1. When interacting with patients and their families, the health care professional communicates effectively and demonstrates caring and respectful behaviors.
    2. Essential and accurate information about the patients’ is gathered.
    3. Informed decisions about diagnostic and therapeutic interventions based on patient information and preferences, up-to-date scientific evidence, and clinical judgment is made.
    4. Patient management plans are developed and carried out.
    5. Patients and their families are counseled and educated.

  • Medical Knowledge
    10. An investigatory and analytic thinking approach to the clinical situation is demonstrated.
    11. Basic and clinically supportive sciences appropriate to their discipline are known and applied.

  • Practice Based Learning and Improvement
    13. Information about other populations of patients, especially the larger population from which this patient is drawn, is obtained and used.

  • Systems Based Practice
    24. Cost-effective health care and resource allocation that does not compromise quality of care is practiced.

    Author

    Donna M. D’Alessandro, MD
    Professor of Pediatrics, University of Iowa Children’s Hospital

  • When Can A Child Start Strength Training?

    Patient Presentation
    A 12-year-old female came to clinic for health maintenance and a sports physical. She was entering 7th grade and wanted to run cross-country. When asked about other sports and activities she said that she had started strength training as she wanted to participate in body-building competitions. She was doing the strength training at the local recreation center without supervision while her mother was swimming. Additional history revealed that her parents and 2 older siblings were active people who ran, biked and swam. She had an uncle who did weight training but did not do competitions. She had seen some body-building on television and said she liked how the people looked and understood that it was a good way to be active and be healthy. Her goal was to enter a competition in a couple of years. She liked running and biking and had entered local races with her family, but thought that body-building was something different to do than the rest of her family. She and her mother denied excessive exercise, or disordered eating. She did not appear to have a distorted body image of herself and acknowledged that body-builders sometimes can not look healthy. The past medical history showed an ulnar fracture from falling off playground equipment, but no athletic injuries. The family history showed diabetes, stroke and heart attacks in older relatives. The review of systems was negative.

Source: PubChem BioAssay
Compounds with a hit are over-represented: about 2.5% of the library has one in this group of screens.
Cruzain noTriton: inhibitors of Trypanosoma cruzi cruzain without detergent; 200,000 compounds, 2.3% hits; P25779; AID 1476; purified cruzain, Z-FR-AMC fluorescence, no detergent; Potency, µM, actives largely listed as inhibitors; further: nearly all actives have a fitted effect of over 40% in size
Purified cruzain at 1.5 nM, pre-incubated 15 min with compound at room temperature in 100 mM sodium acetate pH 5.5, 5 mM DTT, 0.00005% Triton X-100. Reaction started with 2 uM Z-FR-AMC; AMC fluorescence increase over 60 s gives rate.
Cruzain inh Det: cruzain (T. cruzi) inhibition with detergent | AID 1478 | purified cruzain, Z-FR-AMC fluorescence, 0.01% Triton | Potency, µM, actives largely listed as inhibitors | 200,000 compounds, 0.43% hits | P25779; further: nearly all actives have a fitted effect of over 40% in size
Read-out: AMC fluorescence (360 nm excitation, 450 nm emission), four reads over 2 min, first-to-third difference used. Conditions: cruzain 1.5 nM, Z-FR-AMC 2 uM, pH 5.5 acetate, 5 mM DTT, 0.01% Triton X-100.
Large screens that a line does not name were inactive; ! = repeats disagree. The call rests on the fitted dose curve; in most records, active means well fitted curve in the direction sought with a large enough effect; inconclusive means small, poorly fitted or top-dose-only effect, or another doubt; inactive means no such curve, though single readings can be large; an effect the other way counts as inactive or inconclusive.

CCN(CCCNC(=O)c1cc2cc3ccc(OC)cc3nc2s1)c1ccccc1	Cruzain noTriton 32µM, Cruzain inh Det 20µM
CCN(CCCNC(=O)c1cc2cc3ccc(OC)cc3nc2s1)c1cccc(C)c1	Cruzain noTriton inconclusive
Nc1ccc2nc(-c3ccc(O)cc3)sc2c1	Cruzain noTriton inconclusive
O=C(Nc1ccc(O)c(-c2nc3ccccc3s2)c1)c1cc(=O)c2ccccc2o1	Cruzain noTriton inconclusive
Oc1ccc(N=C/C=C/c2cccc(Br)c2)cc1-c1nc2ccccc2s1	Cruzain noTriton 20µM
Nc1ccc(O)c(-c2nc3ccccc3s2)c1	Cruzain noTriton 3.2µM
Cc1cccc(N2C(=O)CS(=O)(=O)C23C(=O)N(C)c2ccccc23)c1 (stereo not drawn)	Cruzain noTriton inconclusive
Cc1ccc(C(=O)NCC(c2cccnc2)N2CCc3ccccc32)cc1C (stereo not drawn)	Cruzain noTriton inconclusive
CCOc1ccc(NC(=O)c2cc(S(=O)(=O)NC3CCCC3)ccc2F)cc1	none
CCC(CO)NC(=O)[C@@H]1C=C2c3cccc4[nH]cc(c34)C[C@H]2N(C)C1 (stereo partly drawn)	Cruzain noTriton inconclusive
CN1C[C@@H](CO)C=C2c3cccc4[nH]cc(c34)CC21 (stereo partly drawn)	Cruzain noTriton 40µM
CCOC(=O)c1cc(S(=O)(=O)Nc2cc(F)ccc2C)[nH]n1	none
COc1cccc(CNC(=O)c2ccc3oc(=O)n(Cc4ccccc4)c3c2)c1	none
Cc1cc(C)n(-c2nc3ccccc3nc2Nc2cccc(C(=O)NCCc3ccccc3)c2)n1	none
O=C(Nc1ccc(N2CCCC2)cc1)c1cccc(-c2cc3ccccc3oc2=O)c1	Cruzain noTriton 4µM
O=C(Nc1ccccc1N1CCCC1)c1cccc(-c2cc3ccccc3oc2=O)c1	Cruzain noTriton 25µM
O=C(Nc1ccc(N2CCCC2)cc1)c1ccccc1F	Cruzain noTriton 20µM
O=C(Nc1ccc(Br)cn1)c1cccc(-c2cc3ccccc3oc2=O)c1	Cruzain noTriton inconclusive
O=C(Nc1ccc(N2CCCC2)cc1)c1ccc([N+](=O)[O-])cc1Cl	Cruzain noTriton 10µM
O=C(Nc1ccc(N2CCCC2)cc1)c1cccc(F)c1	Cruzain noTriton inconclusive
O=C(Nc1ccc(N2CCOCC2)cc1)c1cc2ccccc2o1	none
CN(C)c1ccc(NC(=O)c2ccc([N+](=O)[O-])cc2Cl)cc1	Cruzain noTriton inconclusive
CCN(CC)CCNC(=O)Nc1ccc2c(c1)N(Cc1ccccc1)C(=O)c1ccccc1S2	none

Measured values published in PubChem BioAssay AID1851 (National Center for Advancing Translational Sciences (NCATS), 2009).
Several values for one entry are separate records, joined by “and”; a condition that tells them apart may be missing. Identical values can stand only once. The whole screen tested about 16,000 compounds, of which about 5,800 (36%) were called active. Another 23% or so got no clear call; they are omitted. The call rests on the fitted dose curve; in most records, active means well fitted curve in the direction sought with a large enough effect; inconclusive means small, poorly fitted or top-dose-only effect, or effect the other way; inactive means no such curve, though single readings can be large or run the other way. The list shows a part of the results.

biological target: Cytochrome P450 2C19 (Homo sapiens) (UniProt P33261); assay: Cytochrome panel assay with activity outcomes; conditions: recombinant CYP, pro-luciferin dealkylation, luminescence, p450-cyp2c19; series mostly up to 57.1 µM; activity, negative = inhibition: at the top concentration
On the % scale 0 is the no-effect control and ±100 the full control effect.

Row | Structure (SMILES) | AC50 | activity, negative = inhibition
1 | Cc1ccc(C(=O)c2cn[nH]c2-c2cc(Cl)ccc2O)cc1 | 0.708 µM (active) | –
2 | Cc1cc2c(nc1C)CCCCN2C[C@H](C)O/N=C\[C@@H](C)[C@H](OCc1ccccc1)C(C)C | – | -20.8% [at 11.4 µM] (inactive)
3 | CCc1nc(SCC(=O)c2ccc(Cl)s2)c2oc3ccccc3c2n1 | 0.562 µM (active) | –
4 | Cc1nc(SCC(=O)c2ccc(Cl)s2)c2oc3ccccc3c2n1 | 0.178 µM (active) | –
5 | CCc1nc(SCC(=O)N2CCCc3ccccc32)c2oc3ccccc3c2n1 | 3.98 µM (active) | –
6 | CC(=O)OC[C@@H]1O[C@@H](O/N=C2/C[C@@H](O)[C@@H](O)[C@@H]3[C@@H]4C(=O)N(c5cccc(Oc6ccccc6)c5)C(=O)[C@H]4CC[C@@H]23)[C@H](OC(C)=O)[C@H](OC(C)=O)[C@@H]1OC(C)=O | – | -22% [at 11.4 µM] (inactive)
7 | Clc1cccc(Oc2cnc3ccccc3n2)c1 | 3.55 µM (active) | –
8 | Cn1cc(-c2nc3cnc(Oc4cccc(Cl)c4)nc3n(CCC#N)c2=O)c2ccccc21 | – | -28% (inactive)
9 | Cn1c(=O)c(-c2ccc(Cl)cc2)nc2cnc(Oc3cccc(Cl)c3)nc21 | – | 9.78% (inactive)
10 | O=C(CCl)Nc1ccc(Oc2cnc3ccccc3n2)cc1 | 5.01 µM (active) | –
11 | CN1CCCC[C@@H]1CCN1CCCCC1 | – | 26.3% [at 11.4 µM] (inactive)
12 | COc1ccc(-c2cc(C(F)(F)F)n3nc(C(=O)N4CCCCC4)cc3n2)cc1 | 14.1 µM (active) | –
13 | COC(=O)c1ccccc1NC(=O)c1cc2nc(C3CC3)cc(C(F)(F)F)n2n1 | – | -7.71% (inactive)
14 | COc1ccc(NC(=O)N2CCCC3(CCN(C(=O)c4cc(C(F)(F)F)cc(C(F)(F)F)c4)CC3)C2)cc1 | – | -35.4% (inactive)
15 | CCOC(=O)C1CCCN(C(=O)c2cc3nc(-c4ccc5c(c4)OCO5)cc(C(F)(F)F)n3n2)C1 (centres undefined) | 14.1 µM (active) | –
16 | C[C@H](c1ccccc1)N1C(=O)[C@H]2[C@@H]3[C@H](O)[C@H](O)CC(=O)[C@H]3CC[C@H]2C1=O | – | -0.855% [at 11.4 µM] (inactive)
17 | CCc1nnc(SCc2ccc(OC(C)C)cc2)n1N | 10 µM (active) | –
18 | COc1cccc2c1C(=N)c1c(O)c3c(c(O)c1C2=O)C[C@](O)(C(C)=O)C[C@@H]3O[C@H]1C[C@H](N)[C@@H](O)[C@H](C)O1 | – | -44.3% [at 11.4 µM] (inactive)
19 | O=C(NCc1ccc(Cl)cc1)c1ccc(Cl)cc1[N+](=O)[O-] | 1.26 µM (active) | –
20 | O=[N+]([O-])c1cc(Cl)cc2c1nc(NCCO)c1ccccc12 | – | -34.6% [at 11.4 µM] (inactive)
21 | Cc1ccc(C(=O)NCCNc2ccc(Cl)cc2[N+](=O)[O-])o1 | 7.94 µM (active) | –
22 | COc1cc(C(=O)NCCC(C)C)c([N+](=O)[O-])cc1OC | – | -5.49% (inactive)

The pertinent physical exam showed a healthy female with weight at the 15% (36.2 kg), height at the 50% (151 cm), and BMI of 15.9 (5%). She was Tanner stage 3 for breast and pubic hair development. The rest of her examination was normal. The diagnosis of a healthy female was made. The family was counseled about strength training in children and adolescents, and the pediatrician did not recommend body-building as she was not skeletally mature. The mother agreed with having a more structured approach to the strength training and to monitoring her daughter’s weight. The patient’s clinical course 4 months later showed that she had competed in cross-country and was now swimming both of which she greatly enjoyed. She was doing some strength training under the guidance of physical education teachers and coaches at school 1-2 times/week. She continued to gain an appropriate amount of weight and did not appear to be losing excessive fat or becoming more muscular appearing. She denied disordered eating or body image. She was now less interested in body-building but did like the weight training as she felt it made her stronger for her other sports.

    Discussion
    Exercise is an important part of health and daily life. A review of recommendations for general exercise for children and adults can be found here. Many people use pedometers as a marker of their activity and a list of activities and their equivalent steps can be found here.

    The benefits of strength training includes improved performance, injury prevention and rehabilitation, improved cardiovascular fitness, improved bone mineral density, improved blood lipid profiles and mental health. Improvements in strength can be found in properly structured programs of at least 8 weeks duration occurring at least 1-2 times/week. Strength training more than 4x/week does not add to strength and may lead to overuse injuries.

    The most common risk is injury and most of these “…occur on home equipment with unsafe behavior and unsupervised settings.” Children with hypertension, seizures and obesity should be evaluated first and monitored closely. Children with Marfan syndrome, congenital heart disease, or history of cardiotoxic medication such as chemotherapy are often counseled against participation but should be appropriately evaluated and counseled.

    Body-building involves strength, endurance, and flexibility and balance as integral parts of the sport. Additionally there can be additional benefits such as improved nutrition (including possibly lower cholesterol and bone strength) and improved stress management. The International Federation of Bodybuilding and Fitness has a number of competitions and programs. Fitness competitions for children in a fitness category for as young as 8 years of age are sponsored and rules can be seen here.

    Other counseling issues regarding strength training include discussing with the child, teen and family the possibility of eating disorders, distorted body image, and the use of anabolic steroids and other substances.

    Learning Point